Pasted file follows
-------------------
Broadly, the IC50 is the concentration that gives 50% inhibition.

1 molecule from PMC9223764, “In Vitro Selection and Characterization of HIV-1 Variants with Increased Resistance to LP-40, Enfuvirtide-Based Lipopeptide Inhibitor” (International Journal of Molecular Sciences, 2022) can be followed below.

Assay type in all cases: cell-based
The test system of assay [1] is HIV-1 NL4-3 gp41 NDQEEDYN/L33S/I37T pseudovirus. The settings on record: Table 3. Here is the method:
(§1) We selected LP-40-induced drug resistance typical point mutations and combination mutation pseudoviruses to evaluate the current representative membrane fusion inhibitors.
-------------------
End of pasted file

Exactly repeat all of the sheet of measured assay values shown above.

Broadly, the IC50 is the concentration that gives 50% inhibition.

1 molecule from PMC9223764, “In Vitro Selection and Characterization of HIV-1 Variants with Increased Resistance to LP-40, Enfuvirtide-Based Lipopeptide Inhibitor” (International Journal of Molecular Sciences, 2022) can be followed below.

Assay type in all cases: cell-based
The test system of assay [1] is HIV-1 NL4-3 gp41 NDQEEDYN/L33S/I37T pseudovirus. The settings on record: Table 3. Here is the method:
(§1) We selected LP-40-induced drug resistance typical point mutations and combination mutation pseudoviruses to evaluate the current representative membrane fusion inhibitors.